Drug Combo Fights Tough-to-Treat Hepatitis C
Ribavirin plus Infergen held back liver damage, study found
MONDAY, Oct. 30, 2006 (HealthDay News) -- Treatment with the drugs ribavirin and Infergen (a highly potent form of Interferon) may help hepatitis C patients who've been unresponsive to other therapies, a new study finds.
A team at the Saint Louis University (SLU) School of Medicine concluded that this combination therapy was nearly twice as effective at controlling hepatitis C's effects on the liver than standard treatments. The study included more than 500 hepatitis C patients, 77 percent of whom had advanced fibrosis.
"The results are promising," principal investigator Dr. Bruce R. Bacon, director of the division of gastroenterology and hepatology, said in a prepared statement.
"This group of non-responders is a very challenging population to treat, and we found that patients who followed through with this therapy had a response nearly twice that of previous trials looking at this population," he said.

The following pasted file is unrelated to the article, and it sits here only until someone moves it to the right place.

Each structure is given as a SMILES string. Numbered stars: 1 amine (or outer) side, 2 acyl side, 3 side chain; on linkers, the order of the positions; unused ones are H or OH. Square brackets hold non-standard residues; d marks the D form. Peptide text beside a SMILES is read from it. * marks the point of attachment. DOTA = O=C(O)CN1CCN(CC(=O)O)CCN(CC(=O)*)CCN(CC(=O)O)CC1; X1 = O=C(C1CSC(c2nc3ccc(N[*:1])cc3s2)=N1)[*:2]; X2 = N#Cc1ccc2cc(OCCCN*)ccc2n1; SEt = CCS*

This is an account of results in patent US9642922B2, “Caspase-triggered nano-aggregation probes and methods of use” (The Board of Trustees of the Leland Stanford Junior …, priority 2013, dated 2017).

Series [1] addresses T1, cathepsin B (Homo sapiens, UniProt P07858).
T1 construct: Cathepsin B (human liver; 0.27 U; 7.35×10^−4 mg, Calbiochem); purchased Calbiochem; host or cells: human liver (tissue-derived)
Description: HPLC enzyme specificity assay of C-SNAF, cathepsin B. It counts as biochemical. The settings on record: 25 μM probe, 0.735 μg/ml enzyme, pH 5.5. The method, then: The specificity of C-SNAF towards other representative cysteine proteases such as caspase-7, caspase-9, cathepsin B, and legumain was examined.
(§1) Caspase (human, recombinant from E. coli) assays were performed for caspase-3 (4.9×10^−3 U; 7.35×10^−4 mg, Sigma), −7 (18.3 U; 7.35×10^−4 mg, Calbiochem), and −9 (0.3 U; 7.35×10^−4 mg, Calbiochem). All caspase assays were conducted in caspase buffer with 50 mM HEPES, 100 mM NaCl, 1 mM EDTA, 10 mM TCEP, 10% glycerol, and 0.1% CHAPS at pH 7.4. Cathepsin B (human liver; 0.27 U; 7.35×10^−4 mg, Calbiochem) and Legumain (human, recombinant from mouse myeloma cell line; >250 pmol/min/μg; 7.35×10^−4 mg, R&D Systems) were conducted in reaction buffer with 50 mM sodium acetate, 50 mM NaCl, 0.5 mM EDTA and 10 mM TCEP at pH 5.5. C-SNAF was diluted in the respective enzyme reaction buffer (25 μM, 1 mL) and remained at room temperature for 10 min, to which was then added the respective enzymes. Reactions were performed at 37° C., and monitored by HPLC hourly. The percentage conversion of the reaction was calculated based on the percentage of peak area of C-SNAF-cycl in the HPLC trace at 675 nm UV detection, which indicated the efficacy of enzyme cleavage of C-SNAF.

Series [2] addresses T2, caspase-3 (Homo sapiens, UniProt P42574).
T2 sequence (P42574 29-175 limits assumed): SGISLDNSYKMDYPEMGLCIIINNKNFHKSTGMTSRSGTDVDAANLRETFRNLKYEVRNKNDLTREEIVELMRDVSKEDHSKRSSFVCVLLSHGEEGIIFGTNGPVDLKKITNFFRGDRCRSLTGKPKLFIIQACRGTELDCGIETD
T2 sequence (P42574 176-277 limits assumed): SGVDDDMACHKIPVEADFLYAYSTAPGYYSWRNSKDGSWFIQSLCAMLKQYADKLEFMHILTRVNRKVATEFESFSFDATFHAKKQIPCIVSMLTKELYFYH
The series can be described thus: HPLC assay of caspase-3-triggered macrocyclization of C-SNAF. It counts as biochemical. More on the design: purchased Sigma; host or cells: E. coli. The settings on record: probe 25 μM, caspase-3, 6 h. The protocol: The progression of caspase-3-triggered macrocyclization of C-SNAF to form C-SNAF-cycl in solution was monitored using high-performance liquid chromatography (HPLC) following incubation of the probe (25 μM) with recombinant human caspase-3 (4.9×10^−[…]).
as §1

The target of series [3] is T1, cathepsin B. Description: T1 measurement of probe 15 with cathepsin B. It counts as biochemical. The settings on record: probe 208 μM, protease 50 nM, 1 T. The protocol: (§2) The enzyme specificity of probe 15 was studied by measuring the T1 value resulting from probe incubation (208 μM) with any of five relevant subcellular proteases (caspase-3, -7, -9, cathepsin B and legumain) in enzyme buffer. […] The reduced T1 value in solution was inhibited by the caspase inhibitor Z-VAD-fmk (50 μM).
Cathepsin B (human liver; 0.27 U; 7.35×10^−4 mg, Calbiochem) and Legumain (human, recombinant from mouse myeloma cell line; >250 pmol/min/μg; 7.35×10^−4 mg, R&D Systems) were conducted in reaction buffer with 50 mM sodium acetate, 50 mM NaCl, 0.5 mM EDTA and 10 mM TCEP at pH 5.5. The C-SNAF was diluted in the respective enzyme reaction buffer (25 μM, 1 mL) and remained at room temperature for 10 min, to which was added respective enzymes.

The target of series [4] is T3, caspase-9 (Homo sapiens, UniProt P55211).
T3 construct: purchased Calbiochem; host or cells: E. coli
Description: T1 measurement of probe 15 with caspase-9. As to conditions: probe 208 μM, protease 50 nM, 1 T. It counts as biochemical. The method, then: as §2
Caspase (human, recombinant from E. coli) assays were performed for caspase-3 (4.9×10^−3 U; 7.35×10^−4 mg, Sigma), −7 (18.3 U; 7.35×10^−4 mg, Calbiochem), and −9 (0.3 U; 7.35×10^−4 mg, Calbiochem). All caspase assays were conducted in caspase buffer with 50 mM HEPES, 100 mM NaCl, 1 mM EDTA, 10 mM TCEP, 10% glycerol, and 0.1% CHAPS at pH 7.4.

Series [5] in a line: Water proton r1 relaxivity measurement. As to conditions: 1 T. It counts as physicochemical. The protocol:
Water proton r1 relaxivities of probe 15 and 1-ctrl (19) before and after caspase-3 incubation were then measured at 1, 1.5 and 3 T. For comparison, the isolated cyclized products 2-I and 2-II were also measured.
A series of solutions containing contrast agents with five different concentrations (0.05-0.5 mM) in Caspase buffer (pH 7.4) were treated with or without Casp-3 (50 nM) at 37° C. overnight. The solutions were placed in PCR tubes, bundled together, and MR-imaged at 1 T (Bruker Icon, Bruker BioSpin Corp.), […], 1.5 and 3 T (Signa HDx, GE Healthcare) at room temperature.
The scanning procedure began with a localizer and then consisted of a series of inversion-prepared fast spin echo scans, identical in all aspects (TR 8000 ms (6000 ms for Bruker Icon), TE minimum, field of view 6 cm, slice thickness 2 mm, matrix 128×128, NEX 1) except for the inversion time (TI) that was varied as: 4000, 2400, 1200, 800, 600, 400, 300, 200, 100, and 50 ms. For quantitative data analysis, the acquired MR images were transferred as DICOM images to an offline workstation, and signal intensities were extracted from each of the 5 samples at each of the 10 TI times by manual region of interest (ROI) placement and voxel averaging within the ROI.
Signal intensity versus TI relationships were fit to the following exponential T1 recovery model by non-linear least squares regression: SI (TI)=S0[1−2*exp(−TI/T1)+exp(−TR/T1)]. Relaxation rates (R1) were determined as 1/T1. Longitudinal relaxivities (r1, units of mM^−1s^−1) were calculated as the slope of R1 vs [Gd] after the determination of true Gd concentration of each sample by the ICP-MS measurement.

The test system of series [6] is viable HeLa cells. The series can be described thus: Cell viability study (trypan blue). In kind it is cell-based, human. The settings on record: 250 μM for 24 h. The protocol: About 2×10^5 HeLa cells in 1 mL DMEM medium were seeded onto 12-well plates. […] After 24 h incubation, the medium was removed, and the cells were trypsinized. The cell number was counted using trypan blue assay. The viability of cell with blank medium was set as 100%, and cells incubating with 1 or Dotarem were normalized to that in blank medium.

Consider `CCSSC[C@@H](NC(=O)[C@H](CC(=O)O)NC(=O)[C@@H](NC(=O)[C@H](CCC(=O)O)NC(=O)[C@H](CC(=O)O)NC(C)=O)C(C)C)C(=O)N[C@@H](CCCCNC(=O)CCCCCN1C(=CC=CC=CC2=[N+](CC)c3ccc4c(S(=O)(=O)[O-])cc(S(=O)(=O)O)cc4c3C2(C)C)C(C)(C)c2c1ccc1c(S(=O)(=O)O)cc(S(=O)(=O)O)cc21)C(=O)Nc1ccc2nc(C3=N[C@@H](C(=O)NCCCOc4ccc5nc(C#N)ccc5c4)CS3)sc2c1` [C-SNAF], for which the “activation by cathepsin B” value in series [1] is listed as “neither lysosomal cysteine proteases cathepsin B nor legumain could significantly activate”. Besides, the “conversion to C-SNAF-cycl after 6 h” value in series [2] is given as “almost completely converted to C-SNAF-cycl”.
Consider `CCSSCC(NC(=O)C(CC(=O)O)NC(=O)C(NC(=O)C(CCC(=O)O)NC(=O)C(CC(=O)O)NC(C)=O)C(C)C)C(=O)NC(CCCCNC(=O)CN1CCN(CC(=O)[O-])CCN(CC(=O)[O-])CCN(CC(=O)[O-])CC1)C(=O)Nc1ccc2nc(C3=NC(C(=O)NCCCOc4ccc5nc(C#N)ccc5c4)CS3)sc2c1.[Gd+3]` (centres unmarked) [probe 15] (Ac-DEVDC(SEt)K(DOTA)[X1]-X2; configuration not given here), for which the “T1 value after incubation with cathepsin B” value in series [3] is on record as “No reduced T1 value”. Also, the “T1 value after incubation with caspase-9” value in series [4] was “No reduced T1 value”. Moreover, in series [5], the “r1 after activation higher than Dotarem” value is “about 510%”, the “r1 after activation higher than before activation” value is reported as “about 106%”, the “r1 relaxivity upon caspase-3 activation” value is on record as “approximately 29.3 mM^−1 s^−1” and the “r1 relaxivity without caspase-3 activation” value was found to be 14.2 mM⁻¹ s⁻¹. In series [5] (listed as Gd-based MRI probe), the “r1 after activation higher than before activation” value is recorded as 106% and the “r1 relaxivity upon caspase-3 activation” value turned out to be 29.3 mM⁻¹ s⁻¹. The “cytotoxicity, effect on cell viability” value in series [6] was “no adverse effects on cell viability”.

The findings were to be presented at the American Association for the Study of Liver Diseases annual meeting, in Boston.
About 3.9 million Americans have hepatitis C and about 250,000 who have been offered therapy are unresponsive to current drug therapies, and the number of unresponsive hepatitis C patients in the United States is increasing by about 50,000 a year, according to the U.S. Centers for Disease Control and Prevention.
In another study presented at the same conference, SLU researchers found that successful therapy can reverse liver damage in patients with chronic hepatitis C. The long-term study of 150 patients found that liver damage in 79 percent of patients with stage 2 or worse fibrosis greatly improved following therapy.
The American Academy of Family Physicians has more about hepatitis C.